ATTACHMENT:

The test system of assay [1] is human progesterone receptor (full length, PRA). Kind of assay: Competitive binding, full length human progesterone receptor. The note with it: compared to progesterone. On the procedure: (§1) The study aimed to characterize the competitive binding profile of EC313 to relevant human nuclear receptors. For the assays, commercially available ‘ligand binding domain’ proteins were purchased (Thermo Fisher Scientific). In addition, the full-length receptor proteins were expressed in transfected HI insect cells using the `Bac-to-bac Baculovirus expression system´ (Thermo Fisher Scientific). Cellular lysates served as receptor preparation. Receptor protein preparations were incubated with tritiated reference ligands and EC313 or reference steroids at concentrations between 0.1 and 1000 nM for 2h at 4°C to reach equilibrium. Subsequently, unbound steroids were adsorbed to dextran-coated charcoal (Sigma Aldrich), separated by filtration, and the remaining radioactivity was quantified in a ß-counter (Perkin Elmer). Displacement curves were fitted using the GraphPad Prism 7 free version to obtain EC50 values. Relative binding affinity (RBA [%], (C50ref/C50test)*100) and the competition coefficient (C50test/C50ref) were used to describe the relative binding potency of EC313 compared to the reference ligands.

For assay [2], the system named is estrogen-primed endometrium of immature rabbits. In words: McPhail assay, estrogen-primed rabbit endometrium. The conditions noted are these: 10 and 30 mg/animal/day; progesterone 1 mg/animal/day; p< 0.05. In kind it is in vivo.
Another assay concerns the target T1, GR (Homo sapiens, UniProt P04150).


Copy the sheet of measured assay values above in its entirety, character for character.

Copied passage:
The test system of assay [1] is human progesterone receptor (full length, PRA). Kind of assay: Competitive binding, full length human progesterone receptor. The note with it: compared to progesterone. On the procedure: (§1) The study aimed to characterize the competitive binding profile of EC313 to relevant human nuclear receptors. For the assays, commercially available ‘ligand binding domain’ proteins were purchased (Thermo Fisher Scientific). In addition, the full-length receptor proteins were expressed in transfected HI insect cells using the `Bac-to-bac Baculovirus expression system´ (Thermo Fisher Scientific). Cellular lysates served as receptor preparation. Receptor protein preparations were incubated with tritiated reference ligands and EC313 or reference steroids at concentrations between 0.1 and 1000 nM for 2h at 4°C to reach equilibrium. Subsequently, unbound steroids were adsorbed to dextran-coated charcoal (Sigma Aldrich), separated by filtration, and the remaining radioactivity was quantified in a ß-counter (Perkin Elmer). Displacement curves were fitted using the GraphPad Prism 7 free version to obtain EC50 values. Relative binding affinity (RBA [%], (C50ref/C50test)*100) and the competition coefficient (C50test/C50ref) were used to describe the relative binding potency of EC313 compared to the reference ligands.

For assay [2], the system named is estrogen-primed endometrium of immature rabbits. In words: McPhail assay, estrogen-primed rabbit endometrium. The conditions noted are these: 10 and 30 mg/animal/day; progesterone 1 mg/animal/day; p< 0.05. In kind it is in vivo.
Another assay concerns the target T1, GR (Homo sapiens, UniProt P04150).